About Ender's Game
Ender's Game began as a short story that Orson Scott Card wrote because his repertory theater company was collecting debts and had to be shut down. "Ender's Game" first appeared in Analog, a leading science fiction magazine, in August 1977. Card was given the John W. Campbell Award for Best New Writer for this short story. In 1985, Card turned his original short story into a novel, which quickly became wildly popular and won the Nebula Award for Best Novel in 1985 and the Hugo Award for Best Novel in 1986. Ender's Game also won many other, smaller awards, such as the Hamilton-Brackett Award in 1986, the 1986 Science Fiction Chronicle Readers Poll Award, second place in the 1986 Locus Poll for Best Novel, and 9th place in the 1998 Locus Poll for All Time Best Science Fiction Novel before 1990.
Ender's Game takes place in Earth's future after two invasions by insectoid aliens called Formics or buggers. Following the world's successful defense against the aliens, the world has been united under a triumvirate of the Hegemon, the political ruler of world; the Strategos, holding the overall command of the solar system's defense, and the Polemarch, commanding the International Fleet's warships. The world united against the buggers, but the alliance starts decomposing while the final Formic War is going on, and it falls apart after the war ends, leaving a short, bloody League War.
The world powers and alliances that become significant toward the end of Ender's Game come from the historical context of the Cold War. When the short story was turned into a novel in 1985, the "Second" Cold War was taking place (after the "thaw" of the 1970s). Tensions were high between the United States and the Soviet Union. Thus, Card made the major instigator of the League War the "Second Warsaw Pact," which was essentially Russia and surrounding states.
In Ender's Game, the International Fleet has sent a large force against the buggers in their own territory, and the force needs a brilliant military commander to fight the buggers. Thus the novel follows the military training of young Andrew Wiggin, known as Ender, who is the most likely candidate. We watch his development, carefully controlled by his handlers, from the age of six until he defeats the alien race at age eleven. His training begins at Battle School, where he learns how to unite an army and lead them into battles, and it ends at Command School, where he and his squadron leaders command the fleets that destroy the buggers and their home world. His character and intelligence serve him and his fellows extremely well.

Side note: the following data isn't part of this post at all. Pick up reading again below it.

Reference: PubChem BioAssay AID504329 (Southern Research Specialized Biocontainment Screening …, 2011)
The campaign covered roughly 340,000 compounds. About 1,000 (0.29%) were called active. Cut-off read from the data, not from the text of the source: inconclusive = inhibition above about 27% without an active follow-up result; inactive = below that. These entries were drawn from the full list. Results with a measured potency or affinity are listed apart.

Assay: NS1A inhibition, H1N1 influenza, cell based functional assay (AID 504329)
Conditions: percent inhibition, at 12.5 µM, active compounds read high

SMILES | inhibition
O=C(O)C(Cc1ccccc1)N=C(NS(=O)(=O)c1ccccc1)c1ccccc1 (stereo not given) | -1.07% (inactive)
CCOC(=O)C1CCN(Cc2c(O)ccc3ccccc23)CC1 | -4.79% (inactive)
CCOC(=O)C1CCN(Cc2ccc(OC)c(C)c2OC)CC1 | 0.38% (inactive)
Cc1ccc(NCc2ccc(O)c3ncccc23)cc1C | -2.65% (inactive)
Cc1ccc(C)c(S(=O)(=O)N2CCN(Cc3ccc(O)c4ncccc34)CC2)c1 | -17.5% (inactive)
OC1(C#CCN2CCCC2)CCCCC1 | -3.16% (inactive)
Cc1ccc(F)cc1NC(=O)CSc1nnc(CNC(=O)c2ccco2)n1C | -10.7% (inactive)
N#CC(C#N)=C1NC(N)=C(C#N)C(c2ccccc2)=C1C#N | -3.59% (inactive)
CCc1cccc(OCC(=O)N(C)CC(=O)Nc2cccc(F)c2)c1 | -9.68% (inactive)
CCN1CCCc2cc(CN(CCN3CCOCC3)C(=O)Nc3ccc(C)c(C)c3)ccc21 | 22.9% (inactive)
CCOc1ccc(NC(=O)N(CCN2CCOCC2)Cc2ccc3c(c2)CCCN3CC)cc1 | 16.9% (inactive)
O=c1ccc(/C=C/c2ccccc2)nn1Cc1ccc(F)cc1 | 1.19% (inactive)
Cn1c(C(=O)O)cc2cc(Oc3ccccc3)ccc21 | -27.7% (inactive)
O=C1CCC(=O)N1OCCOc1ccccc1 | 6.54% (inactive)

Following this victory, the novel follows Ender's life outside of the military in a final chapter. He joins the colonist movement and governs his colony. During the period of peace and colonization, he finds a bugger queen cocoon that the buggers left for him before their destruction--they apparently perceived Ender's soft side and provided him with a way to restore the bugger race. Ender eventually leaves his colony in order to find an acceptable place for her to live.
While Ender is developing his skills, the novel also follows the lives of Ender's brilliant siblings, his brother Peter and his sister Valentine. Peter has been a sadistic, violent enemy to Ender, and he aspires to take over the world. Valentine has been something of a protector for Ender. While Ender is at school, the two begin to influence world politics through what amounts to Internet personas, "Locke" and "Demosthenes." The three siblings share the qualities of peacemaker and warmonger, and Ender's identity crisis revolves around his fear that he is actually more of a warmonger like Peter than a peacemaker like Valentine.
Ender's Game shows Card's deep reading and understanding of the Great Books. More than most science fiction, Card invokes a high degree of morality, empathy, and compassion grounded in philosophy and political theory going back to the ancients. Ender's ability to understand the buggers gives him the edge he needs to defeat them, but Ender's broad compassion for everyone including his enemies permits him to love them. He despairs after he destroys his enemies out of necessity. Readers share his feeling of uneasiness after he kills Stilson, Bonzo, and the buggers, being encouraged to feel great sympathy for Ender in his sad need to destroy his enemies out of self defense.
The fate of the world is in Ender's hands at age eleven. The adults are involved only to make sure that he is the perfect commander when the time comes. Ender is no typical boy, however, having more than the usual maturity of an adult. Occasionally he shows the child in him, but for the most part, Ender is uniquely able and mature. Although Ender is unusally able, his fellow young commanders also show exceptional ability to learn and develop. Their Spartan training notwithstanding, they are examples of what a more dedicated educational system might be able to achieve today.
Ender's Game Essays and Related Content
- Ender's Game: Major Themes
- Ender's Game: Questions
- Ender's Game: Purchase the Novel and Related Material
- Orson Scott Card: Biography
- Ender's Game Summary
- About Ender's Game
- Character List
- Glossary of Terms
- Major Themes
- Summary and Analysis of Chapters 1 and 2
- Summary and Analysis of Chapters 3 and 4
- Summary and Analysis of Chapters 5 and 6
- Summary and Analysis of Chapters 7 and 8
- Summary and Analysis of Chapters 9 and 10
- Summary and Analysis of Chapters 11 and 12
- Summary and Analysis of Chapter 13
- Summary and Analysis of Chapter 14
- Summary and Analysis of Chapter 15
- Ender's Shadow-A Parallel Novel
- Related Links on Ender's Game
- Suggested Essay Questions
- Test Yourself! - Quiz 1
- Test Yourself! - Quiz 2
- Test Yourself! - Quiz 3
- Test Yourself! - Quiz 4
- Author of ClassicNote and Sources